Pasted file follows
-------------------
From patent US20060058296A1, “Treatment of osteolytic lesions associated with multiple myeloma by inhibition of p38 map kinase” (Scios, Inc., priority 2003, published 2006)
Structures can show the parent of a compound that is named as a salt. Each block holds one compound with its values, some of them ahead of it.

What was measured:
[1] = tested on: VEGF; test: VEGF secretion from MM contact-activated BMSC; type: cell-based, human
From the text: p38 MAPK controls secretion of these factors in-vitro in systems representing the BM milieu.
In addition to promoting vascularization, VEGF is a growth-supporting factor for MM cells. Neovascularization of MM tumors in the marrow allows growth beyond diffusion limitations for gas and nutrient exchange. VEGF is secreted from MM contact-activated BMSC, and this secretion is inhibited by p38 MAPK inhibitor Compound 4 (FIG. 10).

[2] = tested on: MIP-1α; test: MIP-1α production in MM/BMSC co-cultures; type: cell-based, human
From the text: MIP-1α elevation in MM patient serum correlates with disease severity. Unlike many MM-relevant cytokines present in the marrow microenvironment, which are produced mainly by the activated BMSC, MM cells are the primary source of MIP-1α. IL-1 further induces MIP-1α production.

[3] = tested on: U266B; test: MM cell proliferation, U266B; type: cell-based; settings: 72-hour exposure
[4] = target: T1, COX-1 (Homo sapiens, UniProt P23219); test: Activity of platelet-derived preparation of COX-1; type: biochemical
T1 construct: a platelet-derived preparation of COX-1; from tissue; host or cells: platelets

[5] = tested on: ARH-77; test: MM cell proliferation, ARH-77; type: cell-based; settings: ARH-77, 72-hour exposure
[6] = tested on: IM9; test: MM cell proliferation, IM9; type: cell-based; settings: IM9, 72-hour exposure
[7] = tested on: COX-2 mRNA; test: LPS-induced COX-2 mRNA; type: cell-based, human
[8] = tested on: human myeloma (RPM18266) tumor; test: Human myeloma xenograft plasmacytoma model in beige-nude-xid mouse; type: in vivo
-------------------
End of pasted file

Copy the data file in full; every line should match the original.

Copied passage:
From patent US20060058296A1, “Treatment of osteolytic lesions associated with multiple myeloma by inhibition of p38 map kinase” (Scios, Inc., priority 2003, published 2006)
Structures can show the parent of a compound that is named as a salt. Each block holds one compound with its values, some of them ahead of it.

What was measured:
[1] = tested on: VEGF; test: VEGF secretion from MM contact-activated BMSC; type: cell-based, human
From the text: p38 MAPK controls secretion of these factors in-vitro in systems representing the BM milieu.
In addition to promoting vascularization, VEGF is a growth-supporting factor for MM cells. Neovascularization of MM tumors in the marrow allows growth beyond diffusion limitations for gas and nutrient exchange. VEGF is secreted from MM contact-activated BMSC, and this secretion is inhibited by p38 MAPK inhibitor Compound 4 (FIG. 10).

[2] = tested on: MIP-1α; test: MIP-1α production in MM/BMSC co-cultures; type: cell-based, human
From the text: MIP-1α elevation in MM patient serum correlates with disease severity. Unlike many MM-relevant cytokines present in the marrow microenvironment, which are produced mainly by the activated BMSC, MM cells are the primary source of MIP-1α. IL-1 further induces MIP-1α production.

[3] = tested on: U266B; test: MM cell proliferation, U266B; type: cell-based; settings: 72-hour exposure
[4] = target: T1, COX-1 (Homo sapiens, UniProt P23219); test: Activity of platelet-derived preparation of COX-1; type: biochemical
T1 construct: a platelet-derived preparation of COX-1; from tissue; host or cells: platelets

[5] = tested on: ARH-77; test: MM cell proliferation, ARH-77; type: cell-based; settings: ARH-77, 72-hour exposure
[6] = tested on: IM9; test: MM cell proliferation, IM9; type: cell-based; settings: IM9, 72-hour exposure
[7] = tested on: COX-2 mRNA; test: LPS-induced COX-2 mRNA; type: cell-based, human
[8] = tested on: human myeloma (RPM18266) tumor; test: Human myeloma xenograft plasmacytoma model in beige-nude-xid mouse; type: in vivo